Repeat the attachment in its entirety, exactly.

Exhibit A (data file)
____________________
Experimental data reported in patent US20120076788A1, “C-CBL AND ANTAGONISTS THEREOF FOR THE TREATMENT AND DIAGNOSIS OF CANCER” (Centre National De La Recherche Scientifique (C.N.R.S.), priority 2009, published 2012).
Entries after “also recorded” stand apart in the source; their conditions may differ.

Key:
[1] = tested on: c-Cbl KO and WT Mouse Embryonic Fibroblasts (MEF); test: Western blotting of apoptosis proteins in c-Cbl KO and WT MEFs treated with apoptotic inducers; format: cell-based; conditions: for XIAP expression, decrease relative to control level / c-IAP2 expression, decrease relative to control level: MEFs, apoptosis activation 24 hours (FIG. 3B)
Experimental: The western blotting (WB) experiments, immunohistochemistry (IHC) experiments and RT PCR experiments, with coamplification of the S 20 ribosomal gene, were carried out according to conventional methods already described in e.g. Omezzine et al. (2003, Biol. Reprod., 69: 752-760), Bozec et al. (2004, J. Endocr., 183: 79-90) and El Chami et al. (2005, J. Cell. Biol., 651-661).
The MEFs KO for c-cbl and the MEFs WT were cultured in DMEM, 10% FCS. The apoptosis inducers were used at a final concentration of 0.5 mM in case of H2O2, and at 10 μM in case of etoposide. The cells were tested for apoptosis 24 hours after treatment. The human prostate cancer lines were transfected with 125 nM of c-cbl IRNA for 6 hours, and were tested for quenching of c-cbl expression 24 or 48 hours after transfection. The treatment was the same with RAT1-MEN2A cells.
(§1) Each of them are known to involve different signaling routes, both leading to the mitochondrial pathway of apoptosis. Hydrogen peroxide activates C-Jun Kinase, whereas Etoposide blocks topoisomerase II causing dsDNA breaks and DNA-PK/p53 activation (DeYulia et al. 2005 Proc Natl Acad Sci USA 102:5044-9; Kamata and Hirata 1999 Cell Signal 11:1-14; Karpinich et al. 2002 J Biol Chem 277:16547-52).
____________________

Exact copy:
Experimental data reported in patent US20120076788A1, “C-CBL AND ANTAGONISTS THEREOF FOR THE TREATMENT AND DIAGNOSIS OF CANCER” (Centre National De La Recherche Scientifique (C.N.R.S.), priority 2009, published 2012).
Entries after “also recorded” stand apart in the source; their conditions may differ.

Key:
[1] = tested on: c-Cbl KO and WT Mouse Embryonic Fibroblasts (MEF); test: Western blotting of apoptosis proteins in c-Cbl KO and WT MEFs treated with apoptotic inducers; format: cell-based; conditions: for XIAP expression, decrease relative to control level / c-IAP2 expression, decrease relative to control level: MEFs, apoptosis activation 24 hours (FIG. 3B)
Experimental: The western blotting (WB) experiments, immunohistochemistry (IHC) experiments and RT PCR experiments, with coamplification of the S 20 ribosomal gene, were carried out according to conventional methods already described in e.g. Omezzine et al. (2003, Biol. Reprod., 69: 752-760), Bozec et al. (2004, J. Endocr., 183: 79-90) and El Chami et al. (2005, J. Cell. Biol., 651-661).
The MEFs KO for c-cbl and the MEFs WT were cultured in DMEM, 10% FCS. The apoptosis inducers were used at a final concentration of 0.5 mM in case of H2O2, and at 10 μM in case of etoposide. The cells were tested for apoptosis 24 hours after treatment. The human prostate cancer lines were transfected with 125 nM of c-cbl IRNA for 6 hours, and were tested for quenching of c-cbl expression 24 or 48 hours after transfection. The treatment was the same with RAT1-MEN2A cells.
(§1) Each of them are known to involve different signaling routes, both leading to the mitochondrial pathway of apoptosis. Hydrogen peroxide activates C-Jun Kinase, whereas Etoposide blocks topoisomerase II causing dsDNA breaks and DNA-PK/p53 activation (DeYulia et al. 2005 Proc Natl Acad Sci USA 102:5044-9; Kamata and Hirata 1999 Cell Signal 11:1-14; Karpinich et al. 2002 J Biol Chem 277:16547-52).